Class sizes in Northern Ireland ‘more like developing world’
On average 25 children fill a primary school classroom, compared to 21 in other developed countries.
Class sizes in Northern Ireland are more like those in the developing world, a teachers’ union said.
On average, 25 children fill a primary school classroom – compared to 21 in other developed countries.
Financial cuts do not help support continued improvement in educational outcomes for our children and young people, the unions added.
The Northern Ireland education system has become an overwrought, over-engineered, low-trust, accountability system as opposed to an enabling structure teaching unions
Their report said: “The Northern Ireland average class size at primary school currently is 25 and set to increase further with class sizes moving to levels more akin to those witnessed in the developing world.”
A joint submission was made by the Irish National Teachers Organisation [INTO], National Education Union [NEU] and the Ulster Teachers Union [UTU] to the Northern Ireland Affairs Committee of MPs.
It said the level of funding provided to the Department of Education in each of the financial years since 2010/11 has declined in real terms by a tenth.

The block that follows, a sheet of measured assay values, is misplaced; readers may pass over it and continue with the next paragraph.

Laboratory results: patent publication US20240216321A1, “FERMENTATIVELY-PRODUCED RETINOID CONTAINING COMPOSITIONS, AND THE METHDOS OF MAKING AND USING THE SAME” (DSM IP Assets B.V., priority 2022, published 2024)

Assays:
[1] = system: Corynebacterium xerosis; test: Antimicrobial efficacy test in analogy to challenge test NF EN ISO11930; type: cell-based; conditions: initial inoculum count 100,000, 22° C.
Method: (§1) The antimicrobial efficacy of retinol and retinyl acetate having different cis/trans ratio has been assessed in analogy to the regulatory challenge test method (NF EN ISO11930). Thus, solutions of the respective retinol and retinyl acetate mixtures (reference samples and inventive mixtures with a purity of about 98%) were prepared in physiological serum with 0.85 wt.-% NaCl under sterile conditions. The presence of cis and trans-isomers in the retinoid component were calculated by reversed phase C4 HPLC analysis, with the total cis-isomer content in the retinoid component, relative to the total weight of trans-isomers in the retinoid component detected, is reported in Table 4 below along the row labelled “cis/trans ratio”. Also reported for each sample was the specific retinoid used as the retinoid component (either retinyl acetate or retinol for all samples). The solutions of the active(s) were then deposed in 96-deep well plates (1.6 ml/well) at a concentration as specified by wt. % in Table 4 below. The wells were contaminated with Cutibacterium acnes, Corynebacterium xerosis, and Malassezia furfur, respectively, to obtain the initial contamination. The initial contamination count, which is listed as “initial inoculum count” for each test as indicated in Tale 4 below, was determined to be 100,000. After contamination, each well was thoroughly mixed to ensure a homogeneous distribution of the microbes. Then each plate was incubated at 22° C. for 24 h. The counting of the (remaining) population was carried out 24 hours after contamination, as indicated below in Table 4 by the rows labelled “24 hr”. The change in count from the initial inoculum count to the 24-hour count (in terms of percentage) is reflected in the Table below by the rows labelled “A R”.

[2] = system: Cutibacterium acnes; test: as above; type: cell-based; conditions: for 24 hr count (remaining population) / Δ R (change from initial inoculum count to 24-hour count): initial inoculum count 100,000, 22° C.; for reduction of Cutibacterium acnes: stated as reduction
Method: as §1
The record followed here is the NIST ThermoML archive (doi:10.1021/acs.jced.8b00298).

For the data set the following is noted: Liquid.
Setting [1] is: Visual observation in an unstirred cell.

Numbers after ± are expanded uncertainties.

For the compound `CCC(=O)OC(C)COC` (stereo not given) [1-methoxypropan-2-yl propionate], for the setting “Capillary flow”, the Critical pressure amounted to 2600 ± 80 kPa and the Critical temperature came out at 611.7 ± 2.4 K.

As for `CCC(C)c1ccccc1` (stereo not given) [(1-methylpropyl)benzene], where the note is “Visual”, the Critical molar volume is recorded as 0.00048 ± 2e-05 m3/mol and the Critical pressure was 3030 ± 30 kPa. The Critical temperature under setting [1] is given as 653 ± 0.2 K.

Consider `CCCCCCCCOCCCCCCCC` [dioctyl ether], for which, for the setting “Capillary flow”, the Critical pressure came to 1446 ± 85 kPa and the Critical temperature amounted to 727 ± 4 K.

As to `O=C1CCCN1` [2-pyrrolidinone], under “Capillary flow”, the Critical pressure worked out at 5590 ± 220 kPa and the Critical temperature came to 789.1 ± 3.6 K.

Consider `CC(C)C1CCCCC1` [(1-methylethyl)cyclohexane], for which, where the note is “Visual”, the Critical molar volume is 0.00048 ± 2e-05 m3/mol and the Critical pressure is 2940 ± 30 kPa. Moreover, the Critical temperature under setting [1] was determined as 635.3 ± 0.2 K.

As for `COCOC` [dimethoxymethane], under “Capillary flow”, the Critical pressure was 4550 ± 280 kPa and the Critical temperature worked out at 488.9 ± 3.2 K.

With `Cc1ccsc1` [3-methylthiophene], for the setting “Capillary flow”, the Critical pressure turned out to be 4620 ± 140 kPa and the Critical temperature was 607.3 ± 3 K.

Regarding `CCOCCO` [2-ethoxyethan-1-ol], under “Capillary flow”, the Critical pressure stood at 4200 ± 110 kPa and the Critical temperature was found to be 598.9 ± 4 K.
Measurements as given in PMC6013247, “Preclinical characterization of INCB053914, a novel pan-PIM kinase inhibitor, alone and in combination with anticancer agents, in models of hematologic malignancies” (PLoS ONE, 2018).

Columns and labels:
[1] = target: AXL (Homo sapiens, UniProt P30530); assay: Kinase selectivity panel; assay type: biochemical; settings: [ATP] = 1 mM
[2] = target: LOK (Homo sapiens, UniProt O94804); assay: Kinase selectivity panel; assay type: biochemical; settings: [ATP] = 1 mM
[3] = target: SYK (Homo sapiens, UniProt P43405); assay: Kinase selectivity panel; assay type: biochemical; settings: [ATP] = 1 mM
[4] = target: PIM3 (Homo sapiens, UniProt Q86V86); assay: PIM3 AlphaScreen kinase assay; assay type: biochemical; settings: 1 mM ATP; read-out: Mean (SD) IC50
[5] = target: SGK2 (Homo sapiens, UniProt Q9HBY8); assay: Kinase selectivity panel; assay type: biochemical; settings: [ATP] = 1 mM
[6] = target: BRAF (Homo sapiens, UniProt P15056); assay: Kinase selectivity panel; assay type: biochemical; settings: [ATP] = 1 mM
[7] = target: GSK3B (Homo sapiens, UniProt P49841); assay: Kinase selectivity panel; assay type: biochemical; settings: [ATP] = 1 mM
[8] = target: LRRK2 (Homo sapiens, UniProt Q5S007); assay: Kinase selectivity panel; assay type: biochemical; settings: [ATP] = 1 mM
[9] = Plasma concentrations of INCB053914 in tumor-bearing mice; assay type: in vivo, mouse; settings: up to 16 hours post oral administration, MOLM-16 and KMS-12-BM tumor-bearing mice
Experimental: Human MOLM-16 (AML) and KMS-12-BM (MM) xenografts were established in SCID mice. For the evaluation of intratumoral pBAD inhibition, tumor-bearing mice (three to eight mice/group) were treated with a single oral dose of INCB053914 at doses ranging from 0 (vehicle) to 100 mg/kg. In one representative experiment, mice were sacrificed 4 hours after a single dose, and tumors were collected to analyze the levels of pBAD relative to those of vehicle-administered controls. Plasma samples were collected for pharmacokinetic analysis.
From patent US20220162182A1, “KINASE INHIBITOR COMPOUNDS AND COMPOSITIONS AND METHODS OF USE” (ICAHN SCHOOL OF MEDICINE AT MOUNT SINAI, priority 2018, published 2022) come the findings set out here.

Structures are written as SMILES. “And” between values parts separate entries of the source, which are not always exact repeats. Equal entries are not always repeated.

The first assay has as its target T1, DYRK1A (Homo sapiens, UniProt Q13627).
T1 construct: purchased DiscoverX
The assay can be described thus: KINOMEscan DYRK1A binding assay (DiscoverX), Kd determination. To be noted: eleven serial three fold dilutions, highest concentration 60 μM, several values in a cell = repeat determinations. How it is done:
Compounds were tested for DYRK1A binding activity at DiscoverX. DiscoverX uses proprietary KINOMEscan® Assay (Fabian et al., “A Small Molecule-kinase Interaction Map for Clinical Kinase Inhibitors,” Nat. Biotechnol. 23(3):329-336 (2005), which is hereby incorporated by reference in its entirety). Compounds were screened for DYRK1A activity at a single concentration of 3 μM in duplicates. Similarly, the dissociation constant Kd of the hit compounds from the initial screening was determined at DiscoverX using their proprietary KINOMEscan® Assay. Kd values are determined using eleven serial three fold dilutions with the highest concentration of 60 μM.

The real terms cut to school budgets in the 2017/18 year will see all primary and nursery schools receive a reduction of approximately £56 per pupil compared to the 2016/17 year and the post-primaries will see their funding reduce in the same period by £25 per pupil, the trade unionists added.
They said 400 schools in the 2017/18 school year found themselves in budget deficit and consequently were forced to cut the number of teachers and support staff to stay within the budgetary framework determined by the Department of Education and enforced by the Education Authority Northern Ireland and the Catholic Council for Maintained Schools (CCMS).
The simple fact is that not enough funding is going to frontline learning in schools teaching unions
The report added: “The Northern Ireland education system has become an overwrought, over-engineered, low-trust, accountability system as opposed to an enabling structure.
“Few educationalists would disagree that our system has an enormous body of staff who do little other than checking or regulating other staff. Our system is micro-managed – period.
“The simple fact is that not enough funding goes to frontline learning in schools. Too much ‘sticks’ at the centre, within a welter of administrative layers.”